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General Music Question

Chords, scales, harmony, melody, etc.

Moderator: Moderators (Main)

joecc
KVRist
 
168 posts since 31 Aug, 2010

Postby joecc; Thu Jan 23, 2014 6:23 am General Music Question

Hi there,
This is just a general query, not necessarily about dance music.

What are the main contituent parts of a track/song?
Ok: 1) Vocal (or sample, in dance)
2) Chord Sequence, played by guitar/keyboard etc.
3) Fills, possibly by a synth.
4) Sound textures, l
5) Drums
6) Bass
7)

what else?

tha nks,
User avatar
robojam
KVRAF
 
20503 posts since 26 Jul, 2005, from Inside Schroedinger's Cat...or am I...

Postby robojam; Thu Jan 23, 2014 7:08 am Re: General Music Question

You could have a piece of music where none of those 6 apply at all. I don't know that you're going to be able to find a list of instruments/sound elements that's definitive as music isn't about creating to templates.
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fmr
KVRAF
 
2614 posts since 16 Mar, 2003, from Porto - Portugal

Postby fmr; Thu Jan 23, 2014 8:43 am Re: General Music Question

When I see certain posts in this section, I sincerely doubt about the meaning the term music has to some people. I also doubt wether we are talking the same thing or not. In art (any art, being it carpentry, plumbing, cooking, music or literature) there are a minimum of skills and pre-requisites that are supposed to be acquired in the apprenticeship time by the artisans. I can't imagine a plumber asking is a forum wether he/she would use a pipe of copper, propylene or stainless steel in an installation.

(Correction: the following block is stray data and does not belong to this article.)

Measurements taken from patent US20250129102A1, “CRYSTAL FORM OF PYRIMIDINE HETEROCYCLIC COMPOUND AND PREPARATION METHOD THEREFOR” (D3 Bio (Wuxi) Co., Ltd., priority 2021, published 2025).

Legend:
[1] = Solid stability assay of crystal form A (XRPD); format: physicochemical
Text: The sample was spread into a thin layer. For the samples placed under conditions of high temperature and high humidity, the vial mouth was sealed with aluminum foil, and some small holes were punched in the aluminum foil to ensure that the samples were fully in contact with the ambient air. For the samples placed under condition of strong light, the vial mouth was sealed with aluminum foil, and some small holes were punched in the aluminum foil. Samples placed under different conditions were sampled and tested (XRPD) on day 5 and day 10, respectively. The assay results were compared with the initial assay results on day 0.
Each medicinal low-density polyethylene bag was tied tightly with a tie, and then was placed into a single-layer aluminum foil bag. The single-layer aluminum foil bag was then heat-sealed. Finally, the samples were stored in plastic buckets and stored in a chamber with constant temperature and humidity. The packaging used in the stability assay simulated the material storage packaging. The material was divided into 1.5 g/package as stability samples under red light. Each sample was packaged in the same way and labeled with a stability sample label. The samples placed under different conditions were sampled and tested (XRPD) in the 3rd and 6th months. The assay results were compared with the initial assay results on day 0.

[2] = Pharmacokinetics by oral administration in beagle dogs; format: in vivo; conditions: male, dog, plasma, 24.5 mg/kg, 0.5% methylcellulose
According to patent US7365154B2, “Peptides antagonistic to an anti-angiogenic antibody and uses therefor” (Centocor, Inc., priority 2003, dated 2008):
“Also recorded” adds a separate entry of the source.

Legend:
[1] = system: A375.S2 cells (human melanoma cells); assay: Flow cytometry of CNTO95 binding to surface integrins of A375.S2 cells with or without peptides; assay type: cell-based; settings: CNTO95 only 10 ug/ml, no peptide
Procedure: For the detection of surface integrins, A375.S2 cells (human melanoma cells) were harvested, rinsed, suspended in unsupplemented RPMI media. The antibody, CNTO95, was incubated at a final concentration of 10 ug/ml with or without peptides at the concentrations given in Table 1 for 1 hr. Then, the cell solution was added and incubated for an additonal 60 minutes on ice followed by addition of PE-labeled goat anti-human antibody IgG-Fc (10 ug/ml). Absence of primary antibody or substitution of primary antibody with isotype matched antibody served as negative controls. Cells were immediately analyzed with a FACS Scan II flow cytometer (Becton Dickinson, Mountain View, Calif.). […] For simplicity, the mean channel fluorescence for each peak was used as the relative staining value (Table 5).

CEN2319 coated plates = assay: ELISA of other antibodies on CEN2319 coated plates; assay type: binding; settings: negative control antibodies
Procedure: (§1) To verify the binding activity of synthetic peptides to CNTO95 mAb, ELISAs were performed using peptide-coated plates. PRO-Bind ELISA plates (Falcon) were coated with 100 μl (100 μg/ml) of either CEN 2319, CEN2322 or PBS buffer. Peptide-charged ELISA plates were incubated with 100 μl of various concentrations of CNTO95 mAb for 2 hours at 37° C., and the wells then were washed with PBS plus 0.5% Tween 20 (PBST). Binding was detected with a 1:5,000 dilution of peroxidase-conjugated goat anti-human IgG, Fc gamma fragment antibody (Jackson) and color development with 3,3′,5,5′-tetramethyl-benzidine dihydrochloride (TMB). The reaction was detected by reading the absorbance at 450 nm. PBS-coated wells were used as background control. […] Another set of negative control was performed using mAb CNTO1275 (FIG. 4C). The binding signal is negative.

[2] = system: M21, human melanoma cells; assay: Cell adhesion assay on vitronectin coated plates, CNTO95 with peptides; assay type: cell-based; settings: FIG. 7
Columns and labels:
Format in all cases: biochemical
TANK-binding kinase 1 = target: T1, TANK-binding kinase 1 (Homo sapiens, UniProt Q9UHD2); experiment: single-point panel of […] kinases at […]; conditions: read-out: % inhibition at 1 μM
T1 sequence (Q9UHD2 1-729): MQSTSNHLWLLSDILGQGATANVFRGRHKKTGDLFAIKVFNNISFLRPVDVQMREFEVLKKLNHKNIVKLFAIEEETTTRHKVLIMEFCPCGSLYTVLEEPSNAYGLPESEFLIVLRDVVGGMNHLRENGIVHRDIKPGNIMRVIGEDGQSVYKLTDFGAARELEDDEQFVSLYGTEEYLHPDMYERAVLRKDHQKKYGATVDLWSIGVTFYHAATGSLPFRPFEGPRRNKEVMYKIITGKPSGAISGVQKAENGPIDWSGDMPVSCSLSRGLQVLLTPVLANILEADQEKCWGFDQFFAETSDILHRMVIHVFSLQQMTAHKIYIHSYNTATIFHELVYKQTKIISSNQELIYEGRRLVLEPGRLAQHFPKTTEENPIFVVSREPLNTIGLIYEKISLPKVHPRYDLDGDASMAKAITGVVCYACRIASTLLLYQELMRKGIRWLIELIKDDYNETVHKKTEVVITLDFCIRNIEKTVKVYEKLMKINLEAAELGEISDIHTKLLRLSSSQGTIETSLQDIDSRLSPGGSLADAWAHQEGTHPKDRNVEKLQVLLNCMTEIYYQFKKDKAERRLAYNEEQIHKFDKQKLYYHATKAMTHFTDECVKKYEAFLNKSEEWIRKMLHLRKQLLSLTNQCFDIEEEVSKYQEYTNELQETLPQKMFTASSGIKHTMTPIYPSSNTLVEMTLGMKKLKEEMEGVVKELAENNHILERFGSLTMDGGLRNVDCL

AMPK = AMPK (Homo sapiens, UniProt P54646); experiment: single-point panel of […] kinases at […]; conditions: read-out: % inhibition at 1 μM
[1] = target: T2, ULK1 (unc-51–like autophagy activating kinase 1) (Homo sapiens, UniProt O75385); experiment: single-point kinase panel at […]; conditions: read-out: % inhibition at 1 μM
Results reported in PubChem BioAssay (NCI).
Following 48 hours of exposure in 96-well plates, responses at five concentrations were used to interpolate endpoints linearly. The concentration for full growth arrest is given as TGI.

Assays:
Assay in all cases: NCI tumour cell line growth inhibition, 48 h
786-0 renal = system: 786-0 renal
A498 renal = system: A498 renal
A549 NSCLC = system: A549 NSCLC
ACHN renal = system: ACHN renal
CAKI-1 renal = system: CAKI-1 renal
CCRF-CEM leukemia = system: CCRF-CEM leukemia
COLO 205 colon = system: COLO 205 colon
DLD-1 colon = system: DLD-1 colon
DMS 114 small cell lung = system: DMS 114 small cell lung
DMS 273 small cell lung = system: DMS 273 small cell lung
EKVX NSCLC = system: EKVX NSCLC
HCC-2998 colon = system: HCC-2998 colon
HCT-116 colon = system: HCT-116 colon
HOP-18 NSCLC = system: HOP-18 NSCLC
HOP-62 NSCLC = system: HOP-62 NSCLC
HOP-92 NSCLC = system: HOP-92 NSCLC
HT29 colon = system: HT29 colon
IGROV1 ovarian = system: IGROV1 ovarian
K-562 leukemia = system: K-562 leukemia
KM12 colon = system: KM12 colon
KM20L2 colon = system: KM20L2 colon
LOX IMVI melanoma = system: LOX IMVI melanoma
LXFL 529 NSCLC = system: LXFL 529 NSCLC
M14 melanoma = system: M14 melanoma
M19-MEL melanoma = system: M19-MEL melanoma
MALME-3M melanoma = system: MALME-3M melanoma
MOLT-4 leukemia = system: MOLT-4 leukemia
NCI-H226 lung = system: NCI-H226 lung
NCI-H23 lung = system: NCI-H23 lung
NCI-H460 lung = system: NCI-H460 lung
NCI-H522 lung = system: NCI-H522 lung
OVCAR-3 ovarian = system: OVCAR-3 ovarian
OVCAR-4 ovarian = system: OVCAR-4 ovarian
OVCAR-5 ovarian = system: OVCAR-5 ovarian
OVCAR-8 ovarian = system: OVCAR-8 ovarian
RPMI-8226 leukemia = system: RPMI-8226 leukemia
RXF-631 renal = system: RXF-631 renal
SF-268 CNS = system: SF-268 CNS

That said, the constituents of a music (ANY MUSIC), are: Melody, rhythm, harmony, and, in a second dimension, timbre, orchestration and density.

Chords are harmony, and they are present anywhere, no matter if more or less explicit, as long as the music is tonal. There are. however, situations where the music has note aggrgates that cannot be classified as chords. Thera can be also situations where the music has no tonality at all, and we cannot speak of harmony anymore. Thera are also situations where we have chords but the tonality is ambiguous.

Rhythm is more or less the same case (you always have rhythm, no matter if the music has or not a rhythmic section, which is usually composed of drums and bass in pop music).

Fills are just a section of the music (better use the term bridges, since this term will include fills and may be used to refer to other stuff too). Anyway, all sections are important, and a piece of music, ideally, should have a good balance between the different sections (did you anytime felt tired with the endless solos, or too much chorus in a song?).

Sound textures are the domain of timbre, orchestration and density. A good orchestration (instrumentation) should again contribute to the balance of the piece. Wether the instrumentation/orchestration surpasses the domains of melody/harmony, it's up to the composer, and very much depends on the style of the music (in pop music, instrumentation tends to be rather simple).

The same may be said regarding the rhythm. There are music styles where the rhythm is more important, and others where it is less important.

In the end, a piece of music is a delicate balance between many factors, where it's up to the composer or composer/arranger, or composer/arranger/producer to make the final decisions and support them.
Last edited by fmr on Thu Jan 23, 2014 12:32 pm, edited 1 time in total.